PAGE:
Living-Trust-2-300x200A typical estate plan includes a number of commonly recognized documents.  First and foremost is a Last Will and Testament.  As discussed in many posts in the New York Probate Lawyer Blog, a Will controls the disposition of assets held in a decedent’s name alone.  Thus, assets such as joint bank accounts or items which have designated beneficiaries such as retirement accounts and life insurance pass directly to the other named party.  The terms of a Will do not control these assets.  Therefore, any estate plan should include careful scrutiny as to the title of assets and whether named beneficiaries have been added.

When a person dies, his Will is filed with the Surrogate’s Court along with a petition for probate.  When a Will is admitted to probate by the Court, the terms of the Will become effective.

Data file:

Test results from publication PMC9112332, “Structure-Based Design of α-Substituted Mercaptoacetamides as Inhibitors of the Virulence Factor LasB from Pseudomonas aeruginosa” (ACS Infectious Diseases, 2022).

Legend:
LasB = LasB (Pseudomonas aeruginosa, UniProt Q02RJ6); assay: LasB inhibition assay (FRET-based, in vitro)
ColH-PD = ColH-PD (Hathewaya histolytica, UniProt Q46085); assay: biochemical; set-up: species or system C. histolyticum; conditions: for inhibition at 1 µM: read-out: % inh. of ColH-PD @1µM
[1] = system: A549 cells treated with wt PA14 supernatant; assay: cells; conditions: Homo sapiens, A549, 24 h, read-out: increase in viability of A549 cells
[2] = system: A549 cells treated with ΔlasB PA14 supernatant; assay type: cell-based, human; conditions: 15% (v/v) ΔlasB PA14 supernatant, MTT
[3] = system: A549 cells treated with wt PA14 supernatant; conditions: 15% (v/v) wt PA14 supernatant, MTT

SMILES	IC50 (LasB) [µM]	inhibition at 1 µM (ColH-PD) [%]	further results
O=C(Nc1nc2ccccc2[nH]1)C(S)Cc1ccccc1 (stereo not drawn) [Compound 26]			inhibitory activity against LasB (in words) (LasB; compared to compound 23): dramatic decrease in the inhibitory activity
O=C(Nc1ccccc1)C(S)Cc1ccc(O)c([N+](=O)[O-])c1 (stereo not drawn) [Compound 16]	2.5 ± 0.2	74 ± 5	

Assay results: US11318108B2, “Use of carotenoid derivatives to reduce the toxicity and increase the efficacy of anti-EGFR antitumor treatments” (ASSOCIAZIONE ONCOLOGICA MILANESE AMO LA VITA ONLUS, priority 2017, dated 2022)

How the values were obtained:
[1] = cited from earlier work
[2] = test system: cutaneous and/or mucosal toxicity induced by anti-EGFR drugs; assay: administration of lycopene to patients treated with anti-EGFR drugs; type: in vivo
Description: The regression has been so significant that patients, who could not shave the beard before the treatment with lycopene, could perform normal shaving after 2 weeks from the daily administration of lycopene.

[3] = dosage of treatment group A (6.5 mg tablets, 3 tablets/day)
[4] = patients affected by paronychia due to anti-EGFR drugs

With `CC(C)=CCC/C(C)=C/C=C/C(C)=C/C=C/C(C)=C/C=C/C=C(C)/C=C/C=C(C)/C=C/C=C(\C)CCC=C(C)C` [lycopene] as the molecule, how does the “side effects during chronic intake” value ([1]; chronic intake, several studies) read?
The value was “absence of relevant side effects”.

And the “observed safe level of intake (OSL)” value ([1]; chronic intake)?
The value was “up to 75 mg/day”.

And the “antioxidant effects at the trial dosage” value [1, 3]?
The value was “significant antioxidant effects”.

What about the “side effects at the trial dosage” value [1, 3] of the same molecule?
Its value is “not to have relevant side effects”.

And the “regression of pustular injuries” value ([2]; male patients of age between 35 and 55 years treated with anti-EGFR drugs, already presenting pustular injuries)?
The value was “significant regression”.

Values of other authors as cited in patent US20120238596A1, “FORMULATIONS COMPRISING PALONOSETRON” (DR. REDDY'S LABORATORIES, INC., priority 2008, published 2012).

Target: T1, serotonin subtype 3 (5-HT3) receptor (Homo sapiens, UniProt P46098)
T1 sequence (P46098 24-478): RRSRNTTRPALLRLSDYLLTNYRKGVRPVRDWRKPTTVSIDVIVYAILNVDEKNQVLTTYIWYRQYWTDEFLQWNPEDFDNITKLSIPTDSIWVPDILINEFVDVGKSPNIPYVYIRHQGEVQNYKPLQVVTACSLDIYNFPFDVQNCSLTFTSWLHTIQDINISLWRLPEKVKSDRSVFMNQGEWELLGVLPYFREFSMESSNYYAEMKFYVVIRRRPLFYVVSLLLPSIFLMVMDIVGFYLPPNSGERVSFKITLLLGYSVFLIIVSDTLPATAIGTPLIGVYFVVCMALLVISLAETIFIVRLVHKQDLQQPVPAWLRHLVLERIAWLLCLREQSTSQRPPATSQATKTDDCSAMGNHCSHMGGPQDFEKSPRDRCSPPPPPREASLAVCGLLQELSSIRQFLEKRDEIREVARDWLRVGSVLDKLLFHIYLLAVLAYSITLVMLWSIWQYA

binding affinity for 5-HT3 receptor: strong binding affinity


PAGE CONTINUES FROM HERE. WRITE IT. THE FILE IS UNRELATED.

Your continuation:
It has become more popular recently to include the creation of a Living Trust as part of an estate plan.  Living Trusts are also referred to as grantor or revocable trusts.  The basic format of a Living Trust is that assets owned by a person in their names are presently transferred into the trust.  Thus, real estate is placed in the name of the trustee of the trust as well as bank accounts and other items.  The intention is to put a person’s assets into a Living Trust in order to avoid probate.  When a person dies, the terms of the trust can be effectuated expeditiously without having to wait for the probate process to be conducted in the Surrogate’s Court.  Also, the Living Trust can have provisions for the management of property if the grantor becomes ill or disabled.